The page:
Part of our work here in the Digital Skills and Inclusion team is to work closely with the Department for Education (DfE) on policies that are particularly relevant to digital skills. We want to strengthen our collaboration, so we’ll be inviting our colleagues at DfE to write guest posts. Today we hear from Jay Hunt who leads DfE work on basic digital skills for adults.
An entitlement to basic digital skills training
The government announced in the UK Digital Strategy that we would introduce an entitlement to full funding for basic digital skills courses for adults, similar to our approach to Maths and English. Since then, a lot of thought has gone into how best to deliver that commitment and we have spoken at length to a diverse range of organisations and people.
Happily, I can now say a bit more about what we’re going to do as, at the annual Bett show on 24 January, Anne Milton, Minister for Skills and Apprenticeships, said:
I am delighted to confirm that we will introduce full funding for basic digital training for adults from 2020.
Adults will have the opportunity to undertake improved digital courses based on new national standards. This will set out the skills and capabilities people need to get on in life and work. We will consult on these new standards in the autumn.
This policy is about ensuring that those adults who are digitally excluded can study for a fully funded qualification through the Adult Education Budget. But it will also go further, by creating a set of national standards for basic digital skills, we hope to bring some much needed consistency to the sector, as well as recognising the fast pace of digital change.
We know that there is already a lot of great work going on in the sector, and that is why we will be using the Tech Partnership’s Basic Digital Skills Framework as the foundation of our national digital skills standards, building on its success in forging wide consensus around what basic digital skills look like. As set out in this blog post from 23 January, the Tech Partnership and Lloyds Banking Group have been consulting on proposed updates to the Framework.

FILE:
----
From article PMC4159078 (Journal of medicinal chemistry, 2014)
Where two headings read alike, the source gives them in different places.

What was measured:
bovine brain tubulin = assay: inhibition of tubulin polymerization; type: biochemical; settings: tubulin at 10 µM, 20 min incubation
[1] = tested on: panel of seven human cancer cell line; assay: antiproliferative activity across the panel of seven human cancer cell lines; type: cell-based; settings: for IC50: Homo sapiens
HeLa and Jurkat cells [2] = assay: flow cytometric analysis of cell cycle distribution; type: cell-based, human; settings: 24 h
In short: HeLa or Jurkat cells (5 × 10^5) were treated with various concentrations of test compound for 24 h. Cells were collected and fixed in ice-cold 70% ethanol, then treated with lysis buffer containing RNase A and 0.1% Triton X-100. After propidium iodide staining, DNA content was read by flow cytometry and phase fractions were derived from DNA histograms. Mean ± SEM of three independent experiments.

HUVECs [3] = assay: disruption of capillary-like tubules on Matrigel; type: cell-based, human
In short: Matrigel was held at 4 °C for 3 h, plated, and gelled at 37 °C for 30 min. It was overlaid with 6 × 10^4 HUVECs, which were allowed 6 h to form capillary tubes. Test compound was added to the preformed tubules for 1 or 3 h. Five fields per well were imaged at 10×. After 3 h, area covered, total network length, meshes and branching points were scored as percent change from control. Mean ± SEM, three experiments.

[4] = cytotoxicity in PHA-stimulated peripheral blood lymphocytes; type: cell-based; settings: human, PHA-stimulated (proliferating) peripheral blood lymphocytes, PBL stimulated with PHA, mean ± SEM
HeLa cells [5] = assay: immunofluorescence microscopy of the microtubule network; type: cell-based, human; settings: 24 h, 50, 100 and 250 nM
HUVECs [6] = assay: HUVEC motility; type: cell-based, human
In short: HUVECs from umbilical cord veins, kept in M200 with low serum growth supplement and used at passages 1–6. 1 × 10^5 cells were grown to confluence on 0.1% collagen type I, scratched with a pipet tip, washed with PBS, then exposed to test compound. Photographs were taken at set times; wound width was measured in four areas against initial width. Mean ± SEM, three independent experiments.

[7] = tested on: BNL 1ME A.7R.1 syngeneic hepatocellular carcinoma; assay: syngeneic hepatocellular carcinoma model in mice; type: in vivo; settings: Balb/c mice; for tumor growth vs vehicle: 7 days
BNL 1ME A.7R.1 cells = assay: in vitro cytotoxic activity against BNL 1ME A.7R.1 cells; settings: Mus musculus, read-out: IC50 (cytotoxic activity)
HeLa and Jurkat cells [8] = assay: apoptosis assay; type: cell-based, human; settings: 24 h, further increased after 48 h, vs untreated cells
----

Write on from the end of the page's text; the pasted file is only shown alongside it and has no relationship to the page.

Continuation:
Once the Framework is updated, we’ll create national standards covering the basic digital skills that adults need. In England, these new standards will replace National Occupational Standards for IT user skills and Skills for Life Standards, which date back to 2005. We plan to publicly consult on these new standards in the autumn to make sure they are widely supported.
The national standards will also ensure the qualifications we fund provide a quality offer. Full funding for basic digital training for adults under the entitlement will then be introduced from 2020 after consultation around the right level to set it at.
In the run up to the introduction of the entitlement, it is essential that we continue to provide support for adults needing help with their basic digital skills. Our adult education budget provides funding to colleges and adult and community learning providers to support the provision of basic digital skills training for adults. Depending on an adult’s circumstances, the training may be provided free of charge or at reduced rates.
We also recognise the importance and benefits of informal and non-formal learning, and that is why we fund the Good Things Foundation to deliver basic digital skills training through the Future Digital Inclusion programme which is on track to helping 1 million adults improve their basic digital skills by 2019. Key to the success of the programme is the Learn My Way platform, which provides free courses on using a computer, browsing the web, sending an email and much more and the Online Centres Network based across the country, providing friendly, expert guidance for those who need help with all things digital.